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At 16, Making A Trek To Make The '63 March On Washington

Lawrence Cumberbatch's parents thought their 16-year-old son was too young to walk from Brooklyn to the March on Washington in 1963. And enlisting Lawrence's uncle to dissuade him didn't have quite the effect they had hoped for, Lawrence tells his son, Simeon.
NPR

Outgoing FBI Boss On His Legacy And What Kept Him Up At Night

For nearly a dozen years now, FBI Director Robert Mueller has started his morning — every morning — with a secret threat briefing. On the eve of his departure, he talks to NPR about what leading the bureau has been like in an age of al-Qaida and more.
NPR

Justice Files Voter Discrimination Suit Against Texas

Attorney General Eric Holder's office has filed a lawsuit alleging that the state's voter ID law keeps minorities from the polls.
NPR

NYC Lawmakers Override Bloomberg On Police Oversight

The City Council approves two measures that the mayor had vetoed — one designed to increase oversight of the NYPD and another making it easier to file claims of profiling.
NPR

Polite Reception For Obama College Cost Plan Belies Hurdles

President Obama's big idea of linking federal financial aid to a new college ratings system — based on metrics like student debt levels — would require congressional action. That means it would have to make it through the GOP-led House, where Obama's initiatives don't have a great track record.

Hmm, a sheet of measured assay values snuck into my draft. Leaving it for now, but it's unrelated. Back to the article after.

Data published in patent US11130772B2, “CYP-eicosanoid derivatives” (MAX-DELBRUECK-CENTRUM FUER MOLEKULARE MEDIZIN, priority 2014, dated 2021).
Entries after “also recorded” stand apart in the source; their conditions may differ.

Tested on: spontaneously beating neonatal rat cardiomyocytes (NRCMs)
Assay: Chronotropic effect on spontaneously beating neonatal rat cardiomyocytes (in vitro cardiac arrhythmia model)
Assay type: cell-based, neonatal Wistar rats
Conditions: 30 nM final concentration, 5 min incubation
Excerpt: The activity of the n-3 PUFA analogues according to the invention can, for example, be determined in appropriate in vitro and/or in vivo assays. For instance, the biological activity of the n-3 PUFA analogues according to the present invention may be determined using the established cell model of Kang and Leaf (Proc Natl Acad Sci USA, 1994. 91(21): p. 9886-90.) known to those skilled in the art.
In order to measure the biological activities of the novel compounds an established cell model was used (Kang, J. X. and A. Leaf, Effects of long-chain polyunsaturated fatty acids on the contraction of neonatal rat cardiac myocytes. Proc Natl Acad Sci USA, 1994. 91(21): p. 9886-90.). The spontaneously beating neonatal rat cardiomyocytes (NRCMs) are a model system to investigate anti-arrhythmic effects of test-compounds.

NPR

John F. Kennedy Faced Civil Rights Opponents In His Own Party

One aim of the organizers of the 1963 March on Washington was to get Congress to pass civil rights legislation. President John F. Kennedy had proposed a wide-ranging measure earlier that summer. But he faced unrelenting opposition from lawmakers, many in his own party.
NPR

Unemployment Claims Drop To Pre-Recession Levels

More than 330,000 people filed new claims for unemployment insurance benefits last week. That sounds like a big number — and is a slight increase over the previous week — but it's being taken as some very good news. For a month, now, fewer new people are asking for unemployment insurance than at any time since November, 2007. That's before the Great Recession.
NPR

Obama Calls For College Affordability On Bus Tour

President Obama was in Buffalo, N.Y., today, talking up the college affordability program at the SUNY campus there and urging Congress to do more to support higher education. The president also has a political agenda as he drives from town to town. NPR's Scott Horsley is with the president and joins us now.
NPR

Nasdaq Trading Halted For Hours By Technical Glitch

Trading on the Nasdaq exchange was halted today due to an unspecified technical glitch. The shutdown rattled investors and raised fresh concerns about the safety and stability of financial markets. Nasdaq in particular has experienced technological mishaps, most notably during the Facebook IPO in 2012.
NPR

Sgt. Who Admitted To Killing Afghans Apologizes In Court

"Sorry just isn't good enough, but I am sorry." That apology was offered Thursday by Army Sgt. Robert Bales — in a military court at Joint Base Lewis-McChord in Washington state. Bales agreed to plead guilty to killing 16 Afghan civilians as part of a deal that spared him the death penalty. His sentencing hearing is wrapping up this week.

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